I was using POM for initializing my elements as below.

[FindsBy(How = How.XPath, Using = "//ion-buttons[2]/button")]
    public IWebElement SearchIcon { get; set; }

    [FindsBy(How = How.CssSelector, Using = "input.searchbar-input")]
    public IWebElement SearchTextbox { get; set; }

    [FindsBy(How = How.ClassName, Using = "item-wrapper")]
    public IWebElement fixedcontent { get; set; }

But how to use below line of code on above format:

IList<IWebElement> propertyList1 = Setup.driver.FindElements(By.ClassName("name"));

In C# you use the following:

[FindsBy(How = How.ClassName, Using = "name')]
private IList<IWebElement> propertyList1 { get; set; }

Btw, notice I've declared the locator as "private". As a general rule you don't make locators in a POM "public".

| improve this answer | |
  • +1 but why add { get; set; }? – FDM Jun 20 '17 at 10:04
  • That's C# shorthand for "use the usual accessor methods". There's a good explanation of it here – NotInventedHere Jun 20 '17 at 11:02
  • Why would you write them for a private variable? Is there any added value versus private IWebElement element;? – FDM Jun 20 '17 at 11:09
  • Your locators should only really be accessed by the page object they belong to. So be default you should always mark them as private unless you have a really good reason not to. Using the propertyList1 example above, lets say you want to get one of the properties in the list. In your page object you would declare a public method that accesses that locator list and then used that method in your test code. You would never access propertyList1 directly in your test. So by declaring it as private you ensure that no one can accidentally do that. – NotInventedHere Jun 20 '17 at 11:27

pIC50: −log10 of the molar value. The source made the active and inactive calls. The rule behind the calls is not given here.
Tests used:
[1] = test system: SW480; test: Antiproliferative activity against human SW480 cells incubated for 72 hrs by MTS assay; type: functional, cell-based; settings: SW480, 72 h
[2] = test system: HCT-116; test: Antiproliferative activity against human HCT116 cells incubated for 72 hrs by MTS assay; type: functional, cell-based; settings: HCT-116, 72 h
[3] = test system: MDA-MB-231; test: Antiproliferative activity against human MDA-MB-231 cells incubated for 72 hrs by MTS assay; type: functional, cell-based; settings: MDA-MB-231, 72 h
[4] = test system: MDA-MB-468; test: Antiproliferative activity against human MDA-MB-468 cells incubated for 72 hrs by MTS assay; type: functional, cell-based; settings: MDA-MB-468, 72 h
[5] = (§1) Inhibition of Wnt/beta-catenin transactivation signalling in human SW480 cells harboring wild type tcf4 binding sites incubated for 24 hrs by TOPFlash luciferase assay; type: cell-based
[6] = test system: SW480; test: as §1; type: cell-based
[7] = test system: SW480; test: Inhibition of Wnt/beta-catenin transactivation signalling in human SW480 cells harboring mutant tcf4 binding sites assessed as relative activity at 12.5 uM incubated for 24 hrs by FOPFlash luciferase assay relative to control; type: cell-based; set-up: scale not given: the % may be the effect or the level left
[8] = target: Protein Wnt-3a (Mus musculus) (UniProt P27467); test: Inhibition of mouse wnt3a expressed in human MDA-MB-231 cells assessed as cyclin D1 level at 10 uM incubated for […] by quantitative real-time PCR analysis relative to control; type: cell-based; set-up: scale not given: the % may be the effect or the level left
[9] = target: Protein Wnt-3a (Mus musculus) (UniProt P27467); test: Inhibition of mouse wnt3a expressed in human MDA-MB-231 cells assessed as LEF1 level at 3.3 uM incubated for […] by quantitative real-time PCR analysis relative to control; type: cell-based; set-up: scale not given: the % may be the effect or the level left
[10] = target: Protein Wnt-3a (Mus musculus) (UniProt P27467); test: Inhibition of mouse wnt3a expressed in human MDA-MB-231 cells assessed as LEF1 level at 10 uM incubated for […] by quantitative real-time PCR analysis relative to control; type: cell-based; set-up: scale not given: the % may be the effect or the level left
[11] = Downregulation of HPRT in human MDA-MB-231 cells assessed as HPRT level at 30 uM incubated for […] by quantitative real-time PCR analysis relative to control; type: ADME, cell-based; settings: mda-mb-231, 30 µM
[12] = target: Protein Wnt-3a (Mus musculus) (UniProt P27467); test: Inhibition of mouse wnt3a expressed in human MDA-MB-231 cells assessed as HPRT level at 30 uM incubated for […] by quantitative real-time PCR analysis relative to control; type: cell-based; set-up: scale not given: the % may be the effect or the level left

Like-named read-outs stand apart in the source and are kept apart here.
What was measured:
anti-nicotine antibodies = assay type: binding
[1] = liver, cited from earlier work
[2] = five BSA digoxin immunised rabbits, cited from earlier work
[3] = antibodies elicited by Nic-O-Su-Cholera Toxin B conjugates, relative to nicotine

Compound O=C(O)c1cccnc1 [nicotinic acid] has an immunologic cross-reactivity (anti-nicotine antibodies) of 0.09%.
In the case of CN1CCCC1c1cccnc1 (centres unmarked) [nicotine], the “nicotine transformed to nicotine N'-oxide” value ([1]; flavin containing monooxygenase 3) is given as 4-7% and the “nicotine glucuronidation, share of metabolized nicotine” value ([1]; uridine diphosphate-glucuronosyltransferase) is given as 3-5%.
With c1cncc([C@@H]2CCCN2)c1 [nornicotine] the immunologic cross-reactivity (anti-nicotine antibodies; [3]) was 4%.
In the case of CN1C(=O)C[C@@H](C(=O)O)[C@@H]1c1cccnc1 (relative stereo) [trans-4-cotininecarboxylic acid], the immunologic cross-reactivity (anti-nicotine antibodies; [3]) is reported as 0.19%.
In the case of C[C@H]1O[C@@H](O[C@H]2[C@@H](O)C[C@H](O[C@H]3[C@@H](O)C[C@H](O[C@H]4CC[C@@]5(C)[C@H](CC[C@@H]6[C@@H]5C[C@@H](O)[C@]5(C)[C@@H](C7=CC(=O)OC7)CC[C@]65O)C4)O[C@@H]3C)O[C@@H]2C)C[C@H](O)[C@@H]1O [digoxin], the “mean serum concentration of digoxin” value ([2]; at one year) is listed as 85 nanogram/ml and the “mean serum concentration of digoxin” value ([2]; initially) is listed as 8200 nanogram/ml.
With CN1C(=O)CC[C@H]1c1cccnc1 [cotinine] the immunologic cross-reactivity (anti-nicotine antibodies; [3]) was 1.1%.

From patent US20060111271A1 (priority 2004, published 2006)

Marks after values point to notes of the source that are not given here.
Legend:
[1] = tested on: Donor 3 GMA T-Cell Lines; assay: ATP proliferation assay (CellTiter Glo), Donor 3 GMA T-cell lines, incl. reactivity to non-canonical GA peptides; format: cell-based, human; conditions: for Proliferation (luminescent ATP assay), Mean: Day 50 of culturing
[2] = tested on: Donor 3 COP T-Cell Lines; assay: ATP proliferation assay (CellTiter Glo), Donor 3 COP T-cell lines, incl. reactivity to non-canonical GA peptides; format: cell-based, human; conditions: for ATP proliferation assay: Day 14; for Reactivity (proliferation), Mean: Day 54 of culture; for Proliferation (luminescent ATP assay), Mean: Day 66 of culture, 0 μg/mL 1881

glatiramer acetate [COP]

• 1
    I just realised I misunderstood your question. The solution I gave declares "propertyList1" as a Property were as the example you gave declares "element" as a Field. Other than it being good OOP practice to use encapsulation, I'm not sure there is a huge difference between the two in this case. It's a pretty big topic though. You might want to check out Difference between Property and Field in C# 3.0+ for a more extensive discussion of it. – NotInventedHere Jun 21 '17 at 10:12

I am providing my answer in java:

public List<WebElement> propertyList1;


@FindBy(how = How.CLASSNAME, Using=”name”))
public List<WebElement> propertyList1;

Additional Information: We can use @FindAll with multiple @FindBy annotations to look for elements that match any of the given locators:

    @FindBy(how=How.ID, using=”username”),
private WebElement user_name;

I would also recommend to read for future reference.

| improve this answer | |
  • Thanks, But im up to C# dude – ChathuD Mar 15 '17 at 3:31

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